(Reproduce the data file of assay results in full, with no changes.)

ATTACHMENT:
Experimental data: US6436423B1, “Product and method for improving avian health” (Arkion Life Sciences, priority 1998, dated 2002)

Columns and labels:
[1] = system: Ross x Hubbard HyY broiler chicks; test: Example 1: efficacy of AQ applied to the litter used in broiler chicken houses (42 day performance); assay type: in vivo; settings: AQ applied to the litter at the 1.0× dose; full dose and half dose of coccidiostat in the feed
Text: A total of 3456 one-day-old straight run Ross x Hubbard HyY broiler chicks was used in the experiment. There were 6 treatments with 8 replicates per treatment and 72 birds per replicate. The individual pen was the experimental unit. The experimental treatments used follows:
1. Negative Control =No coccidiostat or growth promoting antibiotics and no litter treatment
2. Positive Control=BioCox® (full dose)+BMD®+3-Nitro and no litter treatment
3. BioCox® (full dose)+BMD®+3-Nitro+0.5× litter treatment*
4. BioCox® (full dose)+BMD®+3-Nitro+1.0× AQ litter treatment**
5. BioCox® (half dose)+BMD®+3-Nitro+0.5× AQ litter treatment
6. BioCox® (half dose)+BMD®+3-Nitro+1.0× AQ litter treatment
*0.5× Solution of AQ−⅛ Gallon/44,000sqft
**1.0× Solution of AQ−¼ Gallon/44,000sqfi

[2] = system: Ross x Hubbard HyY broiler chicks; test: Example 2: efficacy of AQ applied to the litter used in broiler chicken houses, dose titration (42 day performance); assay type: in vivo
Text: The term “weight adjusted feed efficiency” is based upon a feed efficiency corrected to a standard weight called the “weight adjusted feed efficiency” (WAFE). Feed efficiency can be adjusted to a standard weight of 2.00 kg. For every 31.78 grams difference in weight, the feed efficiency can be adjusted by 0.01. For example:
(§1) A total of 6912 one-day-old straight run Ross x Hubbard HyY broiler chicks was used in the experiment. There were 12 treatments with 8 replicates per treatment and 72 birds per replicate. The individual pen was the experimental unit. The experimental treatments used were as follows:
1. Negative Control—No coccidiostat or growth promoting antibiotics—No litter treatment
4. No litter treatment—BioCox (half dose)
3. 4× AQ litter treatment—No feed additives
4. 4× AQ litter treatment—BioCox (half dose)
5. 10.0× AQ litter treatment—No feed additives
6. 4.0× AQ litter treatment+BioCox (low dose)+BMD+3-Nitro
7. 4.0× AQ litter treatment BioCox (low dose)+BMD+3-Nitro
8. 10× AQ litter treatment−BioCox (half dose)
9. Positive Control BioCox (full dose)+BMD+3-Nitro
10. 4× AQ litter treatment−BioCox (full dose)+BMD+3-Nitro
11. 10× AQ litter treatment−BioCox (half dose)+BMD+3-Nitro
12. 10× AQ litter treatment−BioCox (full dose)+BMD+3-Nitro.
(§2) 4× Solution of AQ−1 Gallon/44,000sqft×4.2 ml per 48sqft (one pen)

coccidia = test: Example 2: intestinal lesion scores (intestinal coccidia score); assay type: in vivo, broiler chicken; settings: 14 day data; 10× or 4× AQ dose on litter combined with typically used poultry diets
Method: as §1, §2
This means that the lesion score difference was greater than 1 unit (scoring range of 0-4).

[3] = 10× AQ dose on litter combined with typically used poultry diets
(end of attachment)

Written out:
Experimental data: US6436423B1, “Product and method for improving avian health” (Arkion Life Sciences, priority 1998, dated 2002)

Columns and labels:
[1] = system: Ross x Hubbard HyY broiler chicks; test: Example 1: efficacy of AQ applied to the litter used in broiler chicken houses (42 day performance); assay type: in vivo; settings: AQ applied to the litter at the 1.0× dose; full dose and half dose of coccidiostat in the feed
Text: A total of 3456 one-day-old straight run Ross x Hubbard HyY broiler chicks was used in the experiment. There were 6 treatments with 8 replicates per treatment and 72 birds per replicate. The individual pen was the experimental unit. The experimental treatments used follows:
1. Negative Control =No coccidiostat or growth promoting antibiotics and no litter treatment
2. Positive Control=BioCox® (full dose)+BMD®+3-Nitro and no litter treatment
3. BioCox® (full dose)+BMD®+3-Nitro+0.5× litter treatment*
4. BioCox® (full dose)+BMD®+3-Nitro+1.0× AQ litter treatment**
5. BioCox® (half dose)+BMD®+3-Nitro+0.5× AQ litter treatment
6. BioCox® (half dose)+BMD®+3-Nitro+1.0× AQ litter treatment
*0.5× Solution of AQ−⅛ Gallon/44,000sqft
**1.0× Solution of AQ−¼ Gallon/44,000sqfi

[2] = system: Ross x Hubbard HyY broiler chicks; test: Example 2: efficacy of AQ applied to the litter used in broiler chicken houses, dose titration (42 day performance); assay type: in vivo
Text: The term “weight adjusted feed efficiency” is based upon a feed efficiency corrected to a standard weight called the “weight adjusted feed efficiency” (WAFE). Feed efficiency can be adjusted to a standard weight of 2.00 kg. For every 31.78 grams difference in weight, the feed efficiency can be adjusted by 0.01. For example:
(§1) A total of 6912 one-day-old straight run Ross x Hubbard HyY broiler chicks was used in the experiment. There were 12 treatments with 8 replicates per treatment and 72 birds per replicate. The individual pen was the experimental unit. The experimental treatments used were as follows:
1. Negative Control—No coccidiostat or growth promoting antibiotics—No litter treatment
4. No litter treatment—BioCox (half dose)
3. 4× AQ litter treatment—No feed additives
4. 4× AQ litter treatment—BioCox (half dose)
5. 10.0× AQ litter treatment—No feed additives
6. 4.0× AQ litter treatment+BioCox (low dose)+BMD+3-Nitro
7. 4.0× AQ litter treatment BioCox (low dose)+BMD+3-Nitro
8. 10× AQ litter treatment−BioCox (half dose)
9. Positive Control BioCox (full dose)+BMD+3-Nitro
10. 4× AQ litter treatment−BioCox (full dose)+BMD+3-Nitro
11. 10× AQ litter treatment−BioCox (half dose)+BMD+3-Nitro
12. 10× AQ litter treatment−BioCox (full dose)+BMD+3-Nitro.
(§2) 4× Solution of AQ−1 Gallon/44,000sqft×4.2 ml per 48sqft (one pen)

coccidia = test: Example 2: intestinal lesion scores (intestinal coccidia score); assay type: in vivo, broiler chicken; settings: 14 day data; 10× or 4× AQ dose on litter combined with typically used poultry diets
Method: as §1, §2
This means that the lesion score difference was greater than 1 unit (scoring range of 0-4).

[3] = 10× AQ dose on litter combined with typically used poultry diets